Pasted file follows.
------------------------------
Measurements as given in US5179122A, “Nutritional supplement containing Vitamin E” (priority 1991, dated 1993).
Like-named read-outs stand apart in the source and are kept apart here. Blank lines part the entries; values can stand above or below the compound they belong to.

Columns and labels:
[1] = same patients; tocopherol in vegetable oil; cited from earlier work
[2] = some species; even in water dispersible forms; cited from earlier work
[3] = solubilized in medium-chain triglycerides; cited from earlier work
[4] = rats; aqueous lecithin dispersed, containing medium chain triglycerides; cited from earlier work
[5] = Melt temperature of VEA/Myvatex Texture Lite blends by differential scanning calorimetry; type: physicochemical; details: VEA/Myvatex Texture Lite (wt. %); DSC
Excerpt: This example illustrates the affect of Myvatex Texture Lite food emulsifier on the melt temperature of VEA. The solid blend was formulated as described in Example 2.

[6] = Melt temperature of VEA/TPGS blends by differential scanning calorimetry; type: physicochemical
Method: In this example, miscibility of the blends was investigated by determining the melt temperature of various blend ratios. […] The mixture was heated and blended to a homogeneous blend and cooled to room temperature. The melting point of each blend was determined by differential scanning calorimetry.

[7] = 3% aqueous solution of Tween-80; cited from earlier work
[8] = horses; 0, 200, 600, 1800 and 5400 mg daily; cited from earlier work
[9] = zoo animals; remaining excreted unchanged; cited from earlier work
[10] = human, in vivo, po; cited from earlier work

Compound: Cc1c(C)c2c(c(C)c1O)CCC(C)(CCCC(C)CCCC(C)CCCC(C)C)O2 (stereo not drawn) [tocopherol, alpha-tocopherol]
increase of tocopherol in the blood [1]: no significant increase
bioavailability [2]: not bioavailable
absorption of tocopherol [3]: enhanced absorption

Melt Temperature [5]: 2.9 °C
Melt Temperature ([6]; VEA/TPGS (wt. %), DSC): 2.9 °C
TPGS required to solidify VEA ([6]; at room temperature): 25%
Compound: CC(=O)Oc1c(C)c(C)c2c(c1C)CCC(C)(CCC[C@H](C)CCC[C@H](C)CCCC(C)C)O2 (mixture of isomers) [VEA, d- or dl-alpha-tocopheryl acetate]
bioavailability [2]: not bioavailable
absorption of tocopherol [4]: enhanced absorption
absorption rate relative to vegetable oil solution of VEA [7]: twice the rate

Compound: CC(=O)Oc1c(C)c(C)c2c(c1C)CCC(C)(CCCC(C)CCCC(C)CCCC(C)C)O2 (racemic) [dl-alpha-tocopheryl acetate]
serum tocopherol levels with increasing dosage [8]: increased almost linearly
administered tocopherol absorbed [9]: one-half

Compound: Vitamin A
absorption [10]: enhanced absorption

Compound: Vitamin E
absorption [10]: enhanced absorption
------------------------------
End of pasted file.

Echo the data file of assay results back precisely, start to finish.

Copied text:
Measurements as given in US5179122A, “Nutritional supplement containing Vitamin E” (priority 1991, dated 1993).
Like-named read-outs stand apart in the source and are kept apart here. Blank lines part the entries; values can stand above or below the compound they belong to.

Columns and labels:
[1] = same patients; tocopherol in vegetable oil; cited from earlier work
[2] = some species; even in water dispersible forms; cited from earlier work
[3] = solubilized in medium-chain triglycerides; cited from earlier work
[4] = rats; aqueous lecithin dispersed, containing medium chain triglycerides; cited from earlier work
[5] = Melt temperature of VEA/Myvatex Texture Lite blends by differential scanning calorimetry; type: physicochemical; details: VEA/Myvatex Texture Lite (wt. %); DSC
Excerpt: This example illustrates the affect of Myvatex Texture Lite food emulsifier on the melt temperature of VEA. The solid blend was formulated as described in Example 2.

[6] = Melt temperature of VEA/TPGS blends by differential scanning calorimetry; type: physicochemical
Method: In this example, miscibility of the blends was investigated by determining the melt temperature of various blend ratios. […] The mixture was heated and blended to a homogeneous blend and cooled to room temperature. The melting point of each blend was determined by differential scanning calorimetry.

[7] = 3% aqueous solution of Tween-80; cited from earlier work
[8] = horses; 0, 200, 600, 1800 and 5400 mg daily; cited from earlier work
[9] = zoo animals; remaining excreted unchanged; cited from earlier work
[10] = human, in vivo, po; cited from earlier work

Compound: Cc1c(C)c2c(c(C)c1O)CCC(C)(CCCC(C)CCCC(C)CCCC(C)C)O2 (stereo not drawn) [tocopherol, alpha-tocopherol]
increase of tocopherol in the blood [1]: no significant increase
bioavailability [2]: not bioavailable
absorption of tocopherol [3]: enhanced absorption

Melt Temperature [5]: 2.9 °C
Melt Temperature ([6]; VEA/TPGS (wt. %), DSC): 2.9 °C
TPGS required to solidify VEA ([6]; at room temperature): 25%
Compound: CC(=O)Oc1c(C)c(C)c2c(c1C)CCC(C)(CCC[C@H](C)CCC[C@H](C)CCCC(C)C)O2 (mixture of isomers) [VEA, d- or dl-alpha-tocopheryl acetate]
bioavailability [2]: not bioavailable
absorption of tocopherol [4]: enhanced absorption
absorption rate relative to vegetable oil solution of VEA [7]: twice the rate

Compound: CC(=O)Oc1c(C)c(C)c2c(c1C)CCC(C)(CCCC(C)CCCC(C)CCCC(C)C)O2 (racemic) [dl-alpha-tocopheryl acetate]
serum tocopherol levels with increasing dosage [8]: increased almost linearly
administered tocopherol absorbed [9]: one-half

Compound: Vitamin A
absorption [10]: enhanced absorption

Compound: Vitamin E
absorption [10]: enhanced absorption